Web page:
The homeless are not just a problem in West Hollywood but in the entire county. West Hollywood can plan and plan but until this problem is addressed by the rest of L.A. county nothing is going to happen.

JJ
Guest
JJ

The Pavilions Recycle Center draws a lot of homeless from all over. There is only one other recycle center near us around the Park La Brea area and not another one west of us until you hit the beach (most are located in industrial areas or along the freeways). If that center wasn’t at Pavilions, we might see a reduced number of homeless in and around the area.

Weho Resident
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Weho Resident

…and yet the City of West Hollywood spent $18 Millon to house 200 cars at City Hall and oh yeah, close to TWO HUNDRED MILLION on Weho Park with TWO pools…but we should call the sheriff’s if we see someone homeless. Just seems wrong doesn’t it?

Nir Zilberman
Guest
Nir Zilberman

Yes, I agree with you 100%. We are only here to look good, look at the saleries our city mangers make, social services manger it’s crazy, they don’t even live in WEHO. Never once walked the streets and talk to our homeless they do nothing but talk. I went to one meeting with social services from West Hollywood and The city of Beverly Hills, next to us. They manger and his employees walk the streets and help they homeless to get help. Why do our mangers don’t do it? They make enough money. Trust me. It’s so sad. They don’t… Read more »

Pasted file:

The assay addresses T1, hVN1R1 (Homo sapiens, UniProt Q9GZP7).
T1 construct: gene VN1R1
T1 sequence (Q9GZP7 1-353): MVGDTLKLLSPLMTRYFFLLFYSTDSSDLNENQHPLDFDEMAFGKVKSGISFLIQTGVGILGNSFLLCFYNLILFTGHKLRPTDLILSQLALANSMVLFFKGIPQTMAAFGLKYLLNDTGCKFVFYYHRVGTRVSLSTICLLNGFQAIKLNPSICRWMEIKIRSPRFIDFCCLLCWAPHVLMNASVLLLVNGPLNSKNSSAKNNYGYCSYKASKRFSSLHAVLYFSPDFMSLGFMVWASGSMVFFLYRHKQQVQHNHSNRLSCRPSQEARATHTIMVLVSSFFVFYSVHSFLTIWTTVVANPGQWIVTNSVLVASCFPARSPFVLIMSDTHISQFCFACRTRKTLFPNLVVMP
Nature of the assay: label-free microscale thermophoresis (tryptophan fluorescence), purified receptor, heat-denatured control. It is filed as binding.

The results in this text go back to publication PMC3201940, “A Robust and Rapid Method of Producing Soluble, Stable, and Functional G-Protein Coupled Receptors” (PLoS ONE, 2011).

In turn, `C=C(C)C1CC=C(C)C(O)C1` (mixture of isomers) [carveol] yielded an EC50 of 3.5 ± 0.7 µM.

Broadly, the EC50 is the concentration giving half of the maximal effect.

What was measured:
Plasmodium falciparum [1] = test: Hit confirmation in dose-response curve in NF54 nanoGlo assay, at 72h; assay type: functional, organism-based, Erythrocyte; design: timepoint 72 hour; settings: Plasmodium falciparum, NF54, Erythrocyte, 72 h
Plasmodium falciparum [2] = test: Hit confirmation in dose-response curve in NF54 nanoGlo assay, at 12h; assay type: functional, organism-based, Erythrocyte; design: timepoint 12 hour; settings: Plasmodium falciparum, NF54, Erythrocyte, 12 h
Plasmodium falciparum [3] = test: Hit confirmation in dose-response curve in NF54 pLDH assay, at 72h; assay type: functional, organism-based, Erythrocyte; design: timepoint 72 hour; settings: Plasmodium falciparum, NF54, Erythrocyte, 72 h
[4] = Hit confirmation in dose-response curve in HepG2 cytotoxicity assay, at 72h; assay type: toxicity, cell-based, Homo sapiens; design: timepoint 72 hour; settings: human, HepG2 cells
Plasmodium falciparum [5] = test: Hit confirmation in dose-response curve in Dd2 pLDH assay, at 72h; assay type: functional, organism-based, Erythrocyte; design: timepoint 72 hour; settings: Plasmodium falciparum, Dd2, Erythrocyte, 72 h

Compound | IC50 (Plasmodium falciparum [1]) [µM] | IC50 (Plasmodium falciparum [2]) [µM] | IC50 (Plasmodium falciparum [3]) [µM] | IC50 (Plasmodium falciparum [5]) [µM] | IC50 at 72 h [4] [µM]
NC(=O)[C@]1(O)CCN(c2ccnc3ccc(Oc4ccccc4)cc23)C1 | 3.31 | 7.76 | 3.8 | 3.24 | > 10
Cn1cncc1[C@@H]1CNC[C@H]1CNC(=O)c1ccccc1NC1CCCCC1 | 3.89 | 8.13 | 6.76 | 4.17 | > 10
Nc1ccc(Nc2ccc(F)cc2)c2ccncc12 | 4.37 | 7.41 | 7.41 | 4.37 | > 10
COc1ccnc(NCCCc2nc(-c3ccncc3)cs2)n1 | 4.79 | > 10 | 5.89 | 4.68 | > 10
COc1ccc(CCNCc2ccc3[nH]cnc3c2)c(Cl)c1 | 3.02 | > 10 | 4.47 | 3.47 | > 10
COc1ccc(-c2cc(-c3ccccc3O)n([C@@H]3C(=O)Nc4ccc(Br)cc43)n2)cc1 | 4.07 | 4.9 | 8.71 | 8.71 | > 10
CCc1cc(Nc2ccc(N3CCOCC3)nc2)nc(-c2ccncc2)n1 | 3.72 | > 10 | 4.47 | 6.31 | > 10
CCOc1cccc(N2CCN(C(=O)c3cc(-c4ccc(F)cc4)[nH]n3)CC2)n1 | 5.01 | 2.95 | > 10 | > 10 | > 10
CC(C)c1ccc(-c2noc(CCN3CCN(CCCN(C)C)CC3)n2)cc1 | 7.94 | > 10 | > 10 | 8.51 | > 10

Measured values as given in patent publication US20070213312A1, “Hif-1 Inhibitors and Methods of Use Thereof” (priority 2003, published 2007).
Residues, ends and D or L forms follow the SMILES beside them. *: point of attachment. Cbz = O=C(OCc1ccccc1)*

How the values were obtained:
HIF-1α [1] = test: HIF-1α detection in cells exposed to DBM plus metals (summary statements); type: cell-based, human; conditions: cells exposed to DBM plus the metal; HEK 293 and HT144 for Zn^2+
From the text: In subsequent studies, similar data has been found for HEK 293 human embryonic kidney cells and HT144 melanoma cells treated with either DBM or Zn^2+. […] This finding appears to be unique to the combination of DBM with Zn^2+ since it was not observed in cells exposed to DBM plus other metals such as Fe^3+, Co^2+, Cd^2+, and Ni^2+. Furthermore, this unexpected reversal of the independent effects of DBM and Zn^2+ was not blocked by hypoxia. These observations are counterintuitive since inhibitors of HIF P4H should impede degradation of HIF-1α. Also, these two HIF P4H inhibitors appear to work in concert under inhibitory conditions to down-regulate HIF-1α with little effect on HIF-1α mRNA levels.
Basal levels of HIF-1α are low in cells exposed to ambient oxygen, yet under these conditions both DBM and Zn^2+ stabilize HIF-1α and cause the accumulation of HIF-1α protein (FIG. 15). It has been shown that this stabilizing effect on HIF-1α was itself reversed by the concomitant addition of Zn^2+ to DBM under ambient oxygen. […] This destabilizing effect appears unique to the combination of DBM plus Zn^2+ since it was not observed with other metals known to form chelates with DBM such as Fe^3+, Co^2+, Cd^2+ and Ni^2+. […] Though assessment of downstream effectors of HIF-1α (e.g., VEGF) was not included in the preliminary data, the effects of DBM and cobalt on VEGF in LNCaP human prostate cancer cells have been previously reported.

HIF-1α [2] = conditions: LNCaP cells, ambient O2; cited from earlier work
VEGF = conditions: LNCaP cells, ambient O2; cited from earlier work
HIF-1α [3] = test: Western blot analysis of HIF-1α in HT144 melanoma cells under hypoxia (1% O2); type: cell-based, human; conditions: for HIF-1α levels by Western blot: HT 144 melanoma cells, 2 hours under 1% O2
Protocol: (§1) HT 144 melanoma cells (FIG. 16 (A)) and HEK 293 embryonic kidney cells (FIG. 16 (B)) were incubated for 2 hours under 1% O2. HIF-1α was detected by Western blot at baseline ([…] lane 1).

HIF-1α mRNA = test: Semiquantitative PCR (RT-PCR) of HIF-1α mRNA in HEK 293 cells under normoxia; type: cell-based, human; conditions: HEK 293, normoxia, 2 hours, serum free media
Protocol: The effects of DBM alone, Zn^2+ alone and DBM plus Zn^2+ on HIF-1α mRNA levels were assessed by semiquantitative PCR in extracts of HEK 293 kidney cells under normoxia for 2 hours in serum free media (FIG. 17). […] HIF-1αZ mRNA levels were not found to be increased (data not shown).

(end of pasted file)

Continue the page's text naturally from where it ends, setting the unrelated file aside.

Nir Zilberman
Guest
Nir Zilberman

With all the respect to some comments, it’s very simple, call the hot line or the sheriff station, doesn’t do any good. I myself took time and time few homeless to the sheriff station and they have nothing to do but give you a tiny blanket. As far hot line? try it, it takes forever to get them and 99% of the time they will tell you, all the shelters are booked.so let’s get real, let’s stop talking about the HOME-LESS let’s take real actions. I spend days and hours in the city social services office, they did even got… Read more »